Semenya took gold after a powerful run in Berlin's Olympic Stadium
The South African Olympic Committee (SAOC) has cast doubt on controversial world 800m champion Caster Semenya's proposed return to competition.
Earlier this week, world athletics' governing body the IAAF said she was free to run despite its ongoing investigation into her gender.
But SAOC president Gideon Sam said the 19-year-old was not eligible to run until the IAAF rules on her status.
He added: "The matter over the results of her test are sitting with the IAAF."
Semenya stormed to gold in the World Championships in August 2008 but hours before she was due to compete it emerged the IAAF had demanded that the South African should take a gender test before the event amid fears she was not eligible to compete as a woman.
Semenya has not competed since Berlin but it is believed she wants to run in a series of domestic races in South Africa.
Before news came through from SAOC that she could not run, her coach, Michael Seme, had told BBC Sport that she was in training but needed to race against local opposition before a return to international events.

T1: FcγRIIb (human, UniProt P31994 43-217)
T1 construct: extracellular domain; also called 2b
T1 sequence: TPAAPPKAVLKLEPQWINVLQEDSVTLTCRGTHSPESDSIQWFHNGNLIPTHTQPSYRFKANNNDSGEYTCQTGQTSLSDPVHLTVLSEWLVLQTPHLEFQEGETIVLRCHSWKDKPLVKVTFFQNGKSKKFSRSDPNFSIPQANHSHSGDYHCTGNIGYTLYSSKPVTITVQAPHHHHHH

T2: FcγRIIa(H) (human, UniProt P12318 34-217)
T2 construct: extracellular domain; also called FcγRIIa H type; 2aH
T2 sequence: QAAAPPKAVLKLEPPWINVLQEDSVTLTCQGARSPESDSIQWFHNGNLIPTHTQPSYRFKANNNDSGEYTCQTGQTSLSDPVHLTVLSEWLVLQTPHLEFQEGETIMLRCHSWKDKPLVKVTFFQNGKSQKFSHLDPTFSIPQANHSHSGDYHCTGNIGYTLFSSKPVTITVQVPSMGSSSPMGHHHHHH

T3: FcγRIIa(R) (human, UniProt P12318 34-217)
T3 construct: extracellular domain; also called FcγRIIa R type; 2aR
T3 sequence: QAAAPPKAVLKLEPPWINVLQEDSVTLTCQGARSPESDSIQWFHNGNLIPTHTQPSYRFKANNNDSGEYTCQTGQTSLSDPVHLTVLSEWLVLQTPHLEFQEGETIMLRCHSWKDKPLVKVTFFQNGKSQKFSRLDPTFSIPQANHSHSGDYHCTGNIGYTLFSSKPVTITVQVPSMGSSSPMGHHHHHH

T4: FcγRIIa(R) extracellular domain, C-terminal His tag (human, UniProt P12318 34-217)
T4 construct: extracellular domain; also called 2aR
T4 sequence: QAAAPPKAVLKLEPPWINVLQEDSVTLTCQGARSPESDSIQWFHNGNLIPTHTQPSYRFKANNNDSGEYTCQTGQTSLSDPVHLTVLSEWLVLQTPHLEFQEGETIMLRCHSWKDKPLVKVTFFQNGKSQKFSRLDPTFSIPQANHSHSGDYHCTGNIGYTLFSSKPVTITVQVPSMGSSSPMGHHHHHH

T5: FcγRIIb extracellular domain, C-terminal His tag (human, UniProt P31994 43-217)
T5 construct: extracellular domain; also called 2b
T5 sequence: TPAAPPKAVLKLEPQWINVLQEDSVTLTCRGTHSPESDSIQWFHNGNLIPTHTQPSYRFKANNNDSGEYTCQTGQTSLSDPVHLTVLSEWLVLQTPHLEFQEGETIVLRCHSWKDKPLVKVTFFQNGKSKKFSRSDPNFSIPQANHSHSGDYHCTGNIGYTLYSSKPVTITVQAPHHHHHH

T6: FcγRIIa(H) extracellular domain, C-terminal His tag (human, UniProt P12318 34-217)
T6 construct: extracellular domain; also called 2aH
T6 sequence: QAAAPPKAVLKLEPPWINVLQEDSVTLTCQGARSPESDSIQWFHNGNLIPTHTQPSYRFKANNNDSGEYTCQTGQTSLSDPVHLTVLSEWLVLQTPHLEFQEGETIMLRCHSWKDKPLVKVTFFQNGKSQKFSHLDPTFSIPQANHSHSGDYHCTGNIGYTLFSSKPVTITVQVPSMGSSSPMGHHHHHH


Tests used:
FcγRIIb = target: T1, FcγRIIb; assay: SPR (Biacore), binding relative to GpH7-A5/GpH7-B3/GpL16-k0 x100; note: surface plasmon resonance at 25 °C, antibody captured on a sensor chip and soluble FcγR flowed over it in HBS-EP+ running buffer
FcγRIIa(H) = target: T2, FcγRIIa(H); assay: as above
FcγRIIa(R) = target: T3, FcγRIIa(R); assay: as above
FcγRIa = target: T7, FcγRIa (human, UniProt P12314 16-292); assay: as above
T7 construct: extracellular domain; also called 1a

Athletics South Africa had also confirmed her comeback, but refused to discuss dates, saying they wanted to keep her out of the media spotlight.
Semenya was 18 when she won the world 800m title. Her time of one minute, 55.45 seconds was 2.45 seconds quicker than Kenya's defending champion Janeth Jepkosgei, who finished second, with Britain's Jenny Meadows taking bronze.
The IAAF has never officially suspended Semenya following her victory in Germany but says its investigations are ongoing.
In November, the South African sports ministry said Semenya would be able to keep her 800m gold medal.